4. Imagine “what if…”

Sternberg would love it if the education system placed more emphasis on teaching how to think more practically and creatively. As stated in the article, “Even if we aren’t schooled through rote memorisation any more, many teachers still don’t necessarily train the kind of flexibility needed in most of real life.” One solution could be to re-imagine key events in history, framing it with ‘what if’. The purpose is to consider different outcomes and form hypotheses.

5. Don’t underestimate the checklist

It has been pointed out and backed up with solid evidence that a simple checklist can save lives in fields as diverse as medicine and aviation. Technology and skill just aren’t enough – consider the fallout of a surgeon neglecting to wash their hands before surgery, or a nurse forgetting to change a bandage.

As Sternberg concludes, “Intelligence isn’t a score on an IQ test – it’s the ability to figure what you want in life and finding ways to achieve that.” One day I hope that education can broaden its notion of intelligence. Imagine what a better place the world would be if people could be more self-aware and think effectively.

Time heals…love advice from the New York Times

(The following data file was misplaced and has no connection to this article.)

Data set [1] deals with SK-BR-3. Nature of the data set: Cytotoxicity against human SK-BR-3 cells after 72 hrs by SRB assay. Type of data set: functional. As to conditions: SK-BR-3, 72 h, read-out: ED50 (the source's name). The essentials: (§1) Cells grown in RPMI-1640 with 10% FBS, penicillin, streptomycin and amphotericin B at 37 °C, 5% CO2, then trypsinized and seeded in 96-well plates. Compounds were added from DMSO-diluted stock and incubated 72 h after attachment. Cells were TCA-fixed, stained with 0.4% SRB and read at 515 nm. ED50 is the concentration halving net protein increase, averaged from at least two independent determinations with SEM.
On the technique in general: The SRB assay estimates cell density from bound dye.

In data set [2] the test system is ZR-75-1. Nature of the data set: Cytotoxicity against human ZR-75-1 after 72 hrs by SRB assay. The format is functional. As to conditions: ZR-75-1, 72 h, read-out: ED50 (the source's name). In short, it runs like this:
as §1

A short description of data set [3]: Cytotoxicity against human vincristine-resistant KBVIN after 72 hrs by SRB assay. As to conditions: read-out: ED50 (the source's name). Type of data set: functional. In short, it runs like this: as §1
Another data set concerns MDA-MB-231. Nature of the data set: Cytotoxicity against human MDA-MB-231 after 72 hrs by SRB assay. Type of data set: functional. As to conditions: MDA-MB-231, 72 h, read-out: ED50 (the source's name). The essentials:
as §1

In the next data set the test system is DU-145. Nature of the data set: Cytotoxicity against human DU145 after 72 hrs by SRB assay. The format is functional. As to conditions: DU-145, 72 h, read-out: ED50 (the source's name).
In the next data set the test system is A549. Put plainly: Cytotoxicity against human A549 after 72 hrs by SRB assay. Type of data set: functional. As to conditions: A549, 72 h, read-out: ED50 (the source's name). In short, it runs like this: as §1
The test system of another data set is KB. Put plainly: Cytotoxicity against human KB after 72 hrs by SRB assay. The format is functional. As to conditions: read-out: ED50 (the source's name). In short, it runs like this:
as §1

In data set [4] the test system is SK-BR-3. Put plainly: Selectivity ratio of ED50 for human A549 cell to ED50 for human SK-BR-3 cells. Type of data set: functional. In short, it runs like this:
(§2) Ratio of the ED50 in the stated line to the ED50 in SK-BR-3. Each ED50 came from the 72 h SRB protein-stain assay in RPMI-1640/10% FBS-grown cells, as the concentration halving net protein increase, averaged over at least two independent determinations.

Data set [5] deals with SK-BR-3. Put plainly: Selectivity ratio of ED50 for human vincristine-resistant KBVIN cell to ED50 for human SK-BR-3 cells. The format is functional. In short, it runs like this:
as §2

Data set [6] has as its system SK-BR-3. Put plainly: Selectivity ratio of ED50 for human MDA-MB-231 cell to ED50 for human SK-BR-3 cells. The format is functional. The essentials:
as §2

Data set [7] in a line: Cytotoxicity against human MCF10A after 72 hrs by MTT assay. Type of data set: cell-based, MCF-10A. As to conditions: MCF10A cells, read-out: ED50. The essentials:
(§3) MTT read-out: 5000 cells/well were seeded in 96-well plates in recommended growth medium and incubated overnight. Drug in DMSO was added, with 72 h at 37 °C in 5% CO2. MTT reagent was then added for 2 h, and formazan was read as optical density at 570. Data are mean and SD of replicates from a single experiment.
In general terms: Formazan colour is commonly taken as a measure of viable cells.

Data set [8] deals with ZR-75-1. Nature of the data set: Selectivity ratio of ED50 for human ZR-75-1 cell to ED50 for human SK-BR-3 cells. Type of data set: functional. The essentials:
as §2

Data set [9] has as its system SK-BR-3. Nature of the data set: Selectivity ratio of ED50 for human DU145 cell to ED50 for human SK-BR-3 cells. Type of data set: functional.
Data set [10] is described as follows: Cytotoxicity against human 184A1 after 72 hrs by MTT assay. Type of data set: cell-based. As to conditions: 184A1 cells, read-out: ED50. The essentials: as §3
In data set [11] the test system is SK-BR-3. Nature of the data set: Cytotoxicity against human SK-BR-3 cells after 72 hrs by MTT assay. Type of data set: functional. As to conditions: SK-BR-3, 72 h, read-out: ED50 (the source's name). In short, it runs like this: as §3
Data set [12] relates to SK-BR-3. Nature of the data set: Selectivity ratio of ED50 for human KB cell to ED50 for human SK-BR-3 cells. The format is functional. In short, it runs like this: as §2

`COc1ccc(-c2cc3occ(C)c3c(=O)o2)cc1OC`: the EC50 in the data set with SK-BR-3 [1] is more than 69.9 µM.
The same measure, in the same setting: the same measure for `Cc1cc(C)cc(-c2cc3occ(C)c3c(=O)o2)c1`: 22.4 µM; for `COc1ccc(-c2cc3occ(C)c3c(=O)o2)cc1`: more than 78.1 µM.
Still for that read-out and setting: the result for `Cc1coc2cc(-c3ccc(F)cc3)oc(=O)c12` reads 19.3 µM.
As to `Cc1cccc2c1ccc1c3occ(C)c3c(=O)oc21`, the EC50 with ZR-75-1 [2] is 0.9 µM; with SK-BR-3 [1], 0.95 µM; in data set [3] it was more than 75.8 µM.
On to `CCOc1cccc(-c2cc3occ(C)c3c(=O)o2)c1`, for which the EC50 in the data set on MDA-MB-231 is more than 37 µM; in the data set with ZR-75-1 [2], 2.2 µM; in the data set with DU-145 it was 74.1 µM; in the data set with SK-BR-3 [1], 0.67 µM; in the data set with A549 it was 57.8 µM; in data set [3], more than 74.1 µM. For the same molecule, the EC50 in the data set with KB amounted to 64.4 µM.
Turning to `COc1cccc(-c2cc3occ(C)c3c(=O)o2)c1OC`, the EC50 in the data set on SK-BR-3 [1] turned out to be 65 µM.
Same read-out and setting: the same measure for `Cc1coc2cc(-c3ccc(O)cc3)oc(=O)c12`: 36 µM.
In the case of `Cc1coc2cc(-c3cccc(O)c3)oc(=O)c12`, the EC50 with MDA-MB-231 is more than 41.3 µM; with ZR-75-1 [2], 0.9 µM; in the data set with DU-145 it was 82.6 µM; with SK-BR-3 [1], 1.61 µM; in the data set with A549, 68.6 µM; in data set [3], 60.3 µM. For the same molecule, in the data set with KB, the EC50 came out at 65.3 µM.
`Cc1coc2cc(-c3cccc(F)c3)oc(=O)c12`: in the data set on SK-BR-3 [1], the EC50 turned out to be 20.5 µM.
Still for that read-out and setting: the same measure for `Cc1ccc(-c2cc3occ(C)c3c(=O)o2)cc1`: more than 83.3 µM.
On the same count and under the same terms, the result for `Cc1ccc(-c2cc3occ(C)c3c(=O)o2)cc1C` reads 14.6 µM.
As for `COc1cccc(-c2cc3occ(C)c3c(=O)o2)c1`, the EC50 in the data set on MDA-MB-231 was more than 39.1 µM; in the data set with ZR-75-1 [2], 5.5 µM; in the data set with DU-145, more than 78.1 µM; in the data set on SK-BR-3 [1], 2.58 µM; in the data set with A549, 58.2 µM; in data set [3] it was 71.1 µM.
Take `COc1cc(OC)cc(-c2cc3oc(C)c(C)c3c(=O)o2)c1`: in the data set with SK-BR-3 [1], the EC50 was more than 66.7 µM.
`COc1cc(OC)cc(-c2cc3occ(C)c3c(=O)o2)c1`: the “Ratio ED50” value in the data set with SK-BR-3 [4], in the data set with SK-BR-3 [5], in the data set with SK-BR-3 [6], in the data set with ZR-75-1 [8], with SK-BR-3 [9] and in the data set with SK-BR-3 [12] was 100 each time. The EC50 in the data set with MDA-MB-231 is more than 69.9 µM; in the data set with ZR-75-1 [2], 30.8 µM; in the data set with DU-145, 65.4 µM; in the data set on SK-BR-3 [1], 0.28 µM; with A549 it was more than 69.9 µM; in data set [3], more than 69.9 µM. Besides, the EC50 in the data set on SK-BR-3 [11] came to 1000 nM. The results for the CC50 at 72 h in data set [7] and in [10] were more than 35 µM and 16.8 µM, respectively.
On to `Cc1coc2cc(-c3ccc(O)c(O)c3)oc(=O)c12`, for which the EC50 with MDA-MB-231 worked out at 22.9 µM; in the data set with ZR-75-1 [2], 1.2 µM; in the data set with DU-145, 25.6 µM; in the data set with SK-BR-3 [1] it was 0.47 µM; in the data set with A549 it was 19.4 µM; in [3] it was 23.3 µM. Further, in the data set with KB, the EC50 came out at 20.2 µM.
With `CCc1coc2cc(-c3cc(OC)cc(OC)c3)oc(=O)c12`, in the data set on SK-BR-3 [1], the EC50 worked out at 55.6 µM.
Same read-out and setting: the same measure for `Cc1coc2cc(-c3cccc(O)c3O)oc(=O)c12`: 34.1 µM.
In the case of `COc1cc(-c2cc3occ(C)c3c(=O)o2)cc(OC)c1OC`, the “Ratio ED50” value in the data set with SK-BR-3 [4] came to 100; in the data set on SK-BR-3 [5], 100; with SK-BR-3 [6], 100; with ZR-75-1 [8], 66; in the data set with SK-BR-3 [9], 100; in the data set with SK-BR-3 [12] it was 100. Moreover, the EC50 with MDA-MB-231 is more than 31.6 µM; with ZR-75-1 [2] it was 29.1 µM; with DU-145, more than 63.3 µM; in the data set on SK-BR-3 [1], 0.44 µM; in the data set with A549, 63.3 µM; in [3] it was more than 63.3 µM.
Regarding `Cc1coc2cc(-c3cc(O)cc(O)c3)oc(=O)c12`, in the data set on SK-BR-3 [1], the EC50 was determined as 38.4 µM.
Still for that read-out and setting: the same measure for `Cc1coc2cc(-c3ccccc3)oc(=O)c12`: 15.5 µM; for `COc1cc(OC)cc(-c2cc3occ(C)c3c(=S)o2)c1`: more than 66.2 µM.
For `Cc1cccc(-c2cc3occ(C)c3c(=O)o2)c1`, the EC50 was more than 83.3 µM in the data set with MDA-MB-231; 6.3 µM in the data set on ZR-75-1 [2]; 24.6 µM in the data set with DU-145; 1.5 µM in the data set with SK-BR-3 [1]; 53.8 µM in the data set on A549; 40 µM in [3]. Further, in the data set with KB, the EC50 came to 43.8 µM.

140225101258-largeOn Valentine’s Day the venerable New York Times, ran a piece about how to handle heartbreak on this particularly charged day of the year. As a sensitive soul, and someone who quite often sucks at the messier aspects of life, I was interested in how these ‘experts’ have dealt with what is surely one of the most painful (and universal) emotional experiences a human can have in their lifetime. Some of the overarching themes include the healing power of baths, of escaping, of not escaping, of sugary food and crying. And of course, letting time, that great healer, work its magic.

Dan Savage, American media personality known for his no-nonsense advice, prescribes wallowing in the awfulness of it all for two weeks and then snapping out of it. Fake happiness to feel better and when your bruised heart has healed a little, go for the rebound. That’s what he did and he ended up marrying his.

Chilean writer Isabel Allende takes a tougher stance. She advocates eliminating the lover completely from one’s life, not even mentioning their name. When the door is completely closed, she then heals herself slowly with a combination of cuddling her dog, eating chocolate and taking long baths. In her own words, “I believe that everything changes in two years. A broken heart either kills you or heals within in two years. It’s usually the latter.”